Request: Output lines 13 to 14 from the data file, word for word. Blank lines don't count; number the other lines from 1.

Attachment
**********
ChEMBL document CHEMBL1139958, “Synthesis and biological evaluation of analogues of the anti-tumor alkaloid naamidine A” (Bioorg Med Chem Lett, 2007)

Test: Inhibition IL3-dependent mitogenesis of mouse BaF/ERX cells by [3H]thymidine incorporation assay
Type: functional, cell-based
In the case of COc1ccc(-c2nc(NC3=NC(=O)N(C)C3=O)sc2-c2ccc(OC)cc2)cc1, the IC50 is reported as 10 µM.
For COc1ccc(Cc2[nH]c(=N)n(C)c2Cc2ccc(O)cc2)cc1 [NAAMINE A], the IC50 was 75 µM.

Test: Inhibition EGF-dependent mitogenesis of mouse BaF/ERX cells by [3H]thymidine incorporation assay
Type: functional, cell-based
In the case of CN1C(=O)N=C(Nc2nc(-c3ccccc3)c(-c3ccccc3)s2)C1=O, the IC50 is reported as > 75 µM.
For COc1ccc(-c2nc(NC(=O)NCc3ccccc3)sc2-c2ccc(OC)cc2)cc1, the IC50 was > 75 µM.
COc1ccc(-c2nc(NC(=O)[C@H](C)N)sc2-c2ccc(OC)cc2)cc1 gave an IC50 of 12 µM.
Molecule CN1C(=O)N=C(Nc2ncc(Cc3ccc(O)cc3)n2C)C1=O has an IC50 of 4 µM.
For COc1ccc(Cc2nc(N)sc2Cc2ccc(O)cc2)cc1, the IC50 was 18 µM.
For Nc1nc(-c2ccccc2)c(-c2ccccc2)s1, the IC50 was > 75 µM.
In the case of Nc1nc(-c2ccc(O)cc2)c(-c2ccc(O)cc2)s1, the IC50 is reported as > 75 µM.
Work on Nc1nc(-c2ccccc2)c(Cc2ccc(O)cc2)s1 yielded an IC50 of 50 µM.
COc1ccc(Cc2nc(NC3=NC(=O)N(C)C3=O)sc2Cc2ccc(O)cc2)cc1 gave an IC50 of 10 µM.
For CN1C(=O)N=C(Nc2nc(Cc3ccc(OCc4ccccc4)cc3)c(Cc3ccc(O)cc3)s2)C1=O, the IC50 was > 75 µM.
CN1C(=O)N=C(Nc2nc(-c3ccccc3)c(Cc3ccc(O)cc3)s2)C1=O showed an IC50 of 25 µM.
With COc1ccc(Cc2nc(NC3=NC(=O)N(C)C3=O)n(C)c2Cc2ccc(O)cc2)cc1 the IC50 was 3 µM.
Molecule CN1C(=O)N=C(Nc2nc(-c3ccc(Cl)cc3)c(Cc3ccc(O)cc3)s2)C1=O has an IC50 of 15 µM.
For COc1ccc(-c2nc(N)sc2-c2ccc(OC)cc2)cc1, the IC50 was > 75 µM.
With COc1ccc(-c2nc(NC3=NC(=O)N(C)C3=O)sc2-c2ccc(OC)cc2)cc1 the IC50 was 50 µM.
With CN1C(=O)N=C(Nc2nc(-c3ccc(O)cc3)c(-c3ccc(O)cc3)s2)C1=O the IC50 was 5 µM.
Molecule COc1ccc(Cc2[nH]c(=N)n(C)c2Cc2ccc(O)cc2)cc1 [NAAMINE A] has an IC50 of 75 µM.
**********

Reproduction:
For Nc1nc(-c2ccccc2)c(-c2ccccc2)s1, the IC50 was > 75 µM.
In the case of Nc1nc(-c2ccc(O)cc2)c(-c2ccc(O)cc2)s1, the IC50 is reported as > 75 µM.